Clarifying “Broadband”

(April 23, 2010)  Bill Moyers Journal interview with FCC Commissioner Michael J. Copps regarding Net Neutrality and FCC regulation of broadband “telecommunications”

Update:  (April 22, 2010) CenturyTel Buying Qwest in All-Stock Deal

Regarding the multiple issues discussed related to the proposed new telecommunications ordinance in Santa Fe, I think there is some confusion about what the term “broadband” means. I heard anti-wireless advocates at the April 8 meeting say things like, “I want broadband, not wireless!” There’s a Facebook group called Broadband Internet for Santa Fe!

In fact, Santa Fe already has broadband Internet, using the generally-accepted definition and use of the term. (See What is Broadband? per the FCC.) In the two examples I mentioned, I think what both mean is that they want fiber optic broadband, which to my knowledge Santa Fe does not have since Qwest is the local telephone provider and I can’t find anything on their website that indicates a fiber optic offering in Santa Fe.

I made this little graphic in an attempt to clarify the different technologies according to Wired and Wireless delivery methods.

In Santa Fe, this currently translates to:

  • Cable = Comcast Cable, which offers various levels of  TV programming, broadband Internet via cable modem, and telephone
  • DSL (Digital Subscriber Line) = Qwest, which offers telephone service and broadband Internet via DSL modem
  • Fiber Optics = not available in Santa Fe (unless through Qwest; typically residential fiber optic service is offered by the primary telephone provider, which can also TV programming). However, a company in Albuquerque, CityLink Communications, has applied for approval from the city of Santa Fe to install a fiber optic system in part(s) of the city. Their application is one of those affected by the dispute/controversy over the re-write of the telecommunications ordinance.
  • Mobile/Cell = any/all of the providers like AT&T, Sprint, T-Mobile, Verizon, Cricket, etc. I give their Internet/Data services credit as broadband because even though their speeds are certainly not as fast as a typical Wi-Fi connection, I assume they meet the 200K minimum data rate threshold as defined by the FCC.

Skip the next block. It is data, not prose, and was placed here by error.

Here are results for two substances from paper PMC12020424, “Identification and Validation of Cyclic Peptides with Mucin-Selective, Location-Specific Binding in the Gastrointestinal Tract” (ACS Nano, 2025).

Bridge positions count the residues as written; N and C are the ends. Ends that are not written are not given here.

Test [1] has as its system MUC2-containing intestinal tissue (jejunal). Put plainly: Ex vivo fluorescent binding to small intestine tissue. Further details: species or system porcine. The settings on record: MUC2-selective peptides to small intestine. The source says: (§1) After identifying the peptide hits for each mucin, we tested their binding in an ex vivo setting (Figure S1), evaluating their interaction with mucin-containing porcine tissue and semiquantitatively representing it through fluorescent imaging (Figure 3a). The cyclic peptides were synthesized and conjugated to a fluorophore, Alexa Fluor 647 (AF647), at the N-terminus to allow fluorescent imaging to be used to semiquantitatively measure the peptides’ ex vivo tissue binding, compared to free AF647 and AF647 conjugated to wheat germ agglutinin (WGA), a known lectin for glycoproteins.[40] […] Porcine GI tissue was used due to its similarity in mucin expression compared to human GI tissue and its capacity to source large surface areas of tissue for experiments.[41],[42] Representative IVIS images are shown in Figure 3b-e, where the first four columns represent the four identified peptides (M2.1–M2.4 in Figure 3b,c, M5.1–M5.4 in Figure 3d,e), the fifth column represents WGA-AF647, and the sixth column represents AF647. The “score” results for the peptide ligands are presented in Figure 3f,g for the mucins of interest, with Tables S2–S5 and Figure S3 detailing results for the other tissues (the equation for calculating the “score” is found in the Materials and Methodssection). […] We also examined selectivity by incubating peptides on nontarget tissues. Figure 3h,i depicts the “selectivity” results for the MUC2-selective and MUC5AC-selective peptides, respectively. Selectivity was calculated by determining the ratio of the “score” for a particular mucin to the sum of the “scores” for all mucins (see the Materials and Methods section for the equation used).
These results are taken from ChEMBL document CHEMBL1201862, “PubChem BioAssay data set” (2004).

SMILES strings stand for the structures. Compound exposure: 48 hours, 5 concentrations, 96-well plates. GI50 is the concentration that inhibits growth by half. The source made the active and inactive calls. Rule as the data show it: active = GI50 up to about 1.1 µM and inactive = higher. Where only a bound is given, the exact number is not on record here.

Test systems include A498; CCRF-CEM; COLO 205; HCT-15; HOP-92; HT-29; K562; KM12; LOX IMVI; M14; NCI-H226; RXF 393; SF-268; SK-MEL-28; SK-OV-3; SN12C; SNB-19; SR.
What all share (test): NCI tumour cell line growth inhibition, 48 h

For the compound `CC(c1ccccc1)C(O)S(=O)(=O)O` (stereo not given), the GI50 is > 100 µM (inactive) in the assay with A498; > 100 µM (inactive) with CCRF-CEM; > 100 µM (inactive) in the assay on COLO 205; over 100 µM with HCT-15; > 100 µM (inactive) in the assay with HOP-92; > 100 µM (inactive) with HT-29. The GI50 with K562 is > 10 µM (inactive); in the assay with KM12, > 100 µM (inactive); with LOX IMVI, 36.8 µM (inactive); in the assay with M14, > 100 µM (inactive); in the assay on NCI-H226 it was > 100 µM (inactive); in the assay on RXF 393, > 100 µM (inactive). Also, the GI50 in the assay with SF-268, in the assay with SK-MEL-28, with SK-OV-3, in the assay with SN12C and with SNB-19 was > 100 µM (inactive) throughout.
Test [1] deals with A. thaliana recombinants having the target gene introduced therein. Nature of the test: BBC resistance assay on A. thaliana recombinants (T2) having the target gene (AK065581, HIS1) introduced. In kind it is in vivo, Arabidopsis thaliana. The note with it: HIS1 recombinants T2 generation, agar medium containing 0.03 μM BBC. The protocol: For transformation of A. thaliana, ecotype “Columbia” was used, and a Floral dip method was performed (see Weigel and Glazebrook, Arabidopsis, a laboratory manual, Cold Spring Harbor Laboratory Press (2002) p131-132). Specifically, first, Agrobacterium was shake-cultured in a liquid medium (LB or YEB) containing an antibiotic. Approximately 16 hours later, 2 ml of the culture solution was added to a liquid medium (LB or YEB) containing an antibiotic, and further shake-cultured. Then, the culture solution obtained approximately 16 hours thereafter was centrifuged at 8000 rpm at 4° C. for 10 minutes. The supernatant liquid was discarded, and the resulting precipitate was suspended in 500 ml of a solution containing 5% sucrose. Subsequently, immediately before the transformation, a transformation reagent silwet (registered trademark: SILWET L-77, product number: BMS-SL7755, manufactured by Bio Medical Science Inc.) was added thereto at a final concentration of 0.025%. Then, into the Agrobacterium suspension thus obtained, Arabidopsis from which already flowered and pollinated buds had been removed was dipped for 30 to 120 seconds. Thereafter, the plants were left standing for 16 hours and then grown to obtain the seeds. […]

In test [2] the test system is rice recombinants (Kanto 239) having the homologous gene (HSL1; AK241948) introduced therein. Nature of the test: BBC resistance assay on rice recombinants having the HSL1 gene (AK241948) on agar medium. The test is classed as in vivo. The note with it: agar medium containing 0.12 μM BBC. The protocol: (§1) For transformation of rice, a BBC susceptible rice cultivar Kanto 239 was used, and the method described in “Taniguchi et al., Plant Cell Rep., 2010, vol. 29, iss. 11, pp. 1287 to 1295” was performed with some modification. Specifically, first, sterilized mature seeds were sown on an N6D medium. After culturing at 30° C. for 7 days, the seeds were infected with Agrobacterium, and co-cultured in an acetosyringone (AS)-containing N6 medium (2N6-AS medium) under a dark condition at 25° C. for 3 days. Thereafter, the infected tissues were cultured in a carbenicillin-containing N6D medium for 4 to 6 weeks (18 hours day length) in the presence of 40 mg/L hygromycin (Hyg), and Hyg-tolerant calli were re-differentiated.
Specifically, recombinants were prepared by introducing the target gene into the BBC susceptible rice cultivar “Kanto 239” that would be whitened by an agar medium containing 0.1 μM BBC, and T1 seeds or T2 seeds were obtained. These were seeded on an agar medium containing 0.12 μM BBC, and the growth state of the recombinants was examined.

• Wi-Fi = both commercial and residential services. Commercial venues would include hot spots in coffee shops, public libraries, hotels, etc. Residential Wi-Fi services are typically found as part of a home network in which the resident gets a wired Internet connection via either DSL or cable modem, then connects the modem to a wireless router from which she can typically add wireless computers as well as several wired (via ethernet) computers to the home network. However, see NOTE 1 below about Extenet Systems which could provide a city-wide wireless network.
  • Wi-Max = similar to Wi-Fi, with a larger range footprint measured in miles or kilometers rather than feet or meters. The most common service application is probably for a mobile computer user to use a special modem for connecting to the Internet through his mobile phone service provider. However, Wi-Max can also be used for delivery to home or premise, providing a wireless alternative to cable or DSL.
  • Satellite = a service like DirectPC (from DirecTV or Hughes), which is primarily used in remote areas without access to cable or DSL service.

NOTE 1: Extenet Systems, like CityLink Communications, has applied for approval from the city of Santa Fe to install a network of wireless antennas in/around the city. Their technical approach is interesting:

  • They provide the infrastructure of antennas and equipment, not the actual wireless services (phone, Internet).
  • Their distributed system relies on a network of smaller, lower-powered and shorter-range antennas which each cover a smaller footprint, as opposed to the typically much larger cellular/wireless towers/antennas. It’s analogous to repeater stations for radio or TV signals.
  • Their system uses existing mounting infrastructure (telephone poles, light poles, etc.) to minimize adding new, dedicated mounting structures, poles, towers, etc.
  • They use aerially-strung fiber optic cable to network each node (electrical control box) in the system. For each node in the system there is a dedicated antenna, with the antenna mounted on the top of the pole and the node mounted about 2/3 up the pole.
  • Their antenna is multi-functional (or multi-use) in that it can transmit/receive signals that are used by: mobile phones (voice and data, 3G and CDMA), Wi-Fi internet (short range), WiMax internet (longer range). The function for each antenna is programmed via that antenna’s node.

Other firms providing similar distributed antenna systems include NewPath Networks and NetG Networks.


The status quo for broadband Internet is rather standard and can be considered the minimum that would be expected for a city. The fiber optic approach of CityLink Communications and the networked wireless system proposed by Extenet Systems are steps toward the future. Fiber optic provides much faster data rates (advertised up to 1,000 times as fast as standard broadband) and, depending on pricing, would offer competition to Comcast and Qwest for not only Internet service but also TV programming and phone service. A city-wide networked wireless system, depending on how it’s set up and managed, would portable computing/Internet access all over the city without having to re-connect wherever you go. It could attract a Wi-Max service provider to enter as another competitor for residential Internet service. The Extenet system also offers the possibility of better cellular phone service without the service providers having to add more cell-only antennas and towers.

But as they say, the devil is in the details.